“It breaks my heart when she comes to visit I cannot hold her.”
One mother, who still lives in detention, told the report’s authors that CBSA officers arrested her in her apartment building in November 2016 when she was on the way to drop her daughter, who’s now eight years old, at school. The officers didn’t give her an option to bring her daughter with her to the detention center, and she now lives with her father. They’re forced to conduct visits through plexiglass, like in a prison.
The mother, called Selena, said the separation is affecting her daughter greatly, and she’s become shy and depressed at school. “I always want to call her … when I hear her voice it puts me at ease,” she said, according to the report. “But at the same time I don’t want to because it breaks my heart that I’m not there with her. It breaks my heart when she comes to visit I cannot hold her.”
Given the recent influx of asylum seekers and their families illegally crossing the border from the U.S. into Canada, Muscati says he worries they could also end up being held in immigration detention. While most families intercepted at the border so far have been released into the community pending their refugee claims, Muscati explained there is a risk that the numbers of people in detention might continue to increase unless a serious effort is made to implement alternatives.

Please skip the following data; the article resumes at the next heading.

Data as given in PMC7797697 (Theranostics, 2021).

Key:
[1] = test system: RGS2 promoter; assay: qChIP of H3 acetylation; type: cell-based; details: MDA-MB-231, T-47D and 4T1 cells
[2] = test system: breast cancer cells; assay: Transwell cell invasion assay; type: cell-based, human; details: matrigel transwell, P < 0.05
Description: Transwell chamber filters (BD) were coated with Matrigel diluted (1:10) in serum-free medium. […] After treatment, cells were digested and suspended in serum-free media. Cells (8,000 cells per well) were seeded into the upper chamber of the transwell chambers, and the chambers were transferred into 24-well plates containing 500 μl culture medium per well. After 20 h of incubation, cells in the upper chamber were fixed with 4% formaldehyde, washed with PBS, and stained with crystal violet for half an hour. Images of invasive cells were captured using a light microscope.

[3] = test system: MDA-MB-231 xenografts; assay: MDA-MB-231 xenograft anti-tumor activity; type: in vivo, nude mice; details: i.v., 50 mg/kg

“Canada has to be prepared for this situation and focus on this now before it becomes an issue,” he said.
The report recommends a number of alternatives to detention, including that families should be accommodated in community-based non-custodial programs, like a bail program, that might involve reporting obligations, financial deposits and guarantors. Muscati pointed to places such as Sweden, where asylum-seeking families with children are typically released within days of being detained into the care of a social worker whose job it is to find them somewhere to live while their claim is pursued.
“Canada has to be prepared for this situation and focus on this now before it becomes an issue.”
Previously released figures show that from 2005 to 2015, more than 4,392 minors under the age of 18 years were housed at some point in an immigration holding center, a fraction of the 86,056 asylum seekers detained over that same period of time. A previous report by the group at U of T found that many of these adult asylum seekers are held in provincial jails — as opposed to the immigration holding centers — and are routinely subjected to arbitrary detention times and other human rights abuses.
A spokesperson for the CBSA did not respond to repeated requests for comment from VICE News by deadline, but the associate director told the report authors in a letter earlier this month that the agency was “very concerned by the characterization of events and the alleged level of care captured in the draft report as described by the six persons detained or formerly detained at the CBSA Immigration Holding Centers.”
But as 50 migrants held a hunger strike in two Ontario jails last summer, Public Safety Minister Ralph Goodale announced his department would inject $138 million to improve Canada’s immigration detention system by focusing on alternatives to detention, particularly for minors, and expanding the capacity of the existing holding centers. It’s unclear when exactly those measures will be implemented.
“If we fail in our duty of care to the smallest among us then we fail the most basic test of justice and compassion,” Goodale said at the time.